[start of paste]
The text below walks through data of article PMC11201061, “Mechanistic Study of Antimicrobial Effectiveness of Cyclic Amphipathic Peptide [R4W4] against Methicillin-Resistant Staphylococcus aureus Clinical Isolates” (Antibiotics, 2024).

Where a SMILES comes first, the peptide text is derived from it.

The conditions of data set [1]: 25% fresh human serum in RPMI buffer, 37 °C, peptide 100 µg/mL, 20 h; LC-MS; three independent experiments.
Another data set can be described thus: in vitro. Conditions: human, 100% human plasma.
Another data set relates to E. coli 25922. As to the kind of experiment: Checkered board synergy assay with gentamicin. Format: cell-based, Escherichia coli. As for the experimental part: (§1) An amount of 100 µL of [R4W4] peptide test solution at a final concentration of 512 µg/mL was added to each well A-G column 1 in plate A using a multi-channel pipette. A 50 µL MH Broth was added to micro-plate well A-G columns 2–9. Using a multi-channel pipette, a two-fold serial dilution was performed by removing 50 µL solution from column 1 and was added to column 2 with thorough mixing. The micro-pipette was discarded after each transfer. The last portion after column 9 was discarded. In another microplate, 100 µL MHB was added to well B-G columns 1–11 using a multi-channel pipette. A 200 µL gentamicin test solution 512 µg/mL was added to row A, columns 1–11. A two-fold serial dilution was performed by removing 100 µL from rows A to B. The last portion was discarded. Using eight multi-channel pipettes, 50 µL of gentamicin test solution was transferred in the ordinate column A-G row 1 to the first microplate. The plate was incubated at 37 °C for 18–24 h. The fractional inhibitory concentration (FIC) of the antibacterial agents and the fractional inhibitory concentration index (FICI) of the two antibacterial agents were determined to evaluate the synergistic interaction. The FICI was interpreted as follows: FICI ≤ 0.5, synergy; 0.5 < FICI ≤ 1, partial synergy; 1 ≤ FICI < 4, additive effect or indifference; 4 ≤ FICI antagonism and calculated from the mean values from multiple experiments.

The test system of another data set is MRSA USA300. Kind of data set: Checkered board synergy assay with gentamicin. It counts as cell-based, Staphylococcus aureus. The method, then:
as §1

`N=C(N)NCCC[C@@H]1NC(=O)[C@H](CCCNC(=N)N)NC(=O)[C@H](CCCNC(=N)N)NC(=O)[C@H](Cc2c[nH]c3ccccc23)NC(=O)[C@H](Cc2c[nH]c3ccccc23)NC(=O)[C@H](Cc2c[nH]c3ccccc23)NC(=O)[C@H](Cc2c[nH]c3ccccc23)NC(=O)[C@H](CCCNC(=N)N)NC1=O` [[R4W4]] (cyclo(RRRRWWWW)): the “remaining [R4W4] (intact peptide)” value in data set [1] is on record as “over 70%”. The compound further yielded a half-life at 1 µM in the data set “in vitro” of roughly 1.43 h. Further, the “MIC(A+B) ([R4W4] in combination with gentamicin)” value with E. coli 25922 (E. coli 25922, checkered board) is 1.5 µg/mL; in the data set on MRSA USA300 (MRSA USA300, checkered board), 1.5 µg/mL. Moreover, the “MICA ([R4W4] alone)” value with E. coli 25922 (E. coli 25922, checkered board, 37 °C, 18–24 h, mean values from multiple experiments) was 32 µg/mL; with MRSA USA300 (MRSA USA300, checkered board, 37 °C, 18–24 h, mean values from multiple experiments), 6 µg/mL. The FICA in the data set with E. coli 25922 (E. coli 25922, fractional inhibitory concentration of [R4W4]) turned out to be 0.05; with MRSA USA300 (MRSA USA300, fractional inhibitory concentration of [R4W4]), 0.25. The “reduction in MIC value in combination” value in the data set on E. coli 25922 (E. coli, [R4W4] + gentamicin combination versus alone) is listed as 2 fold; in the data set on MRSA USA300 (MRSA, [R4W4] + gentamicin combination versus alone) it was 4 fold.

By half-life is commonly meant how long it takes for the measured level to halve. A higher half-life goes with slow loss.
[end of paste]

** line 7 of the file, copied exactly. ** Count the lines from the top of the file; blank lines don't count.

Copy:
as §1